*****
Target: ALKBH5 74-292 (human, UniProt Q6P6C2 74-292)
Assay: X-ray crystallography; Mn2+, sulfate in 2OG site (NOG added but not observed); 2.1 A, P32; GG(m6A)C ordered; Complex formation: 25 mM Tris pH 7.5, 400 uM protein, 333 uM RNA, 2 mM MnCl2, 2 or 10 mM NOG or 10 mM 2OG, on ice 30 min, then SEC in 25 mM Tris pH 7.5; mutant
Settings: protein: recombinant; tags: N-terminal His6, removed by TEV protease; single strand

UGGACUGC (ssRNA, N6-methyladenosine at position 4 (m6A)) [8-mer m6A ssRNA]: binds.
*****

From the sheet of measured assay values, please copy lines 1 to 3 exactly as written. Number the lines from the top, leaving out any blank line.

Target: ALKBH5 74-292 (human, UniProt Q6P6C2 74-292)
Assay: X-ray crystallography; Mn2+, sulfate in 2OG site (NOG added but not observed); 2.1 A, P32; GG(m6A)C ordered; Complex formation: 25 mM Tris pH 7.5, 400 uM protein, 333 uM RNA, 2 mM MnCl2, 2 or 10 mM NOG or 10 mM 2OG, on ice 30 min, then SEC in 25 mM Tris pH 7.5; mutant
Settings: protein: recombinant; tags: N-terminal His6, removed by TEV protease; single strand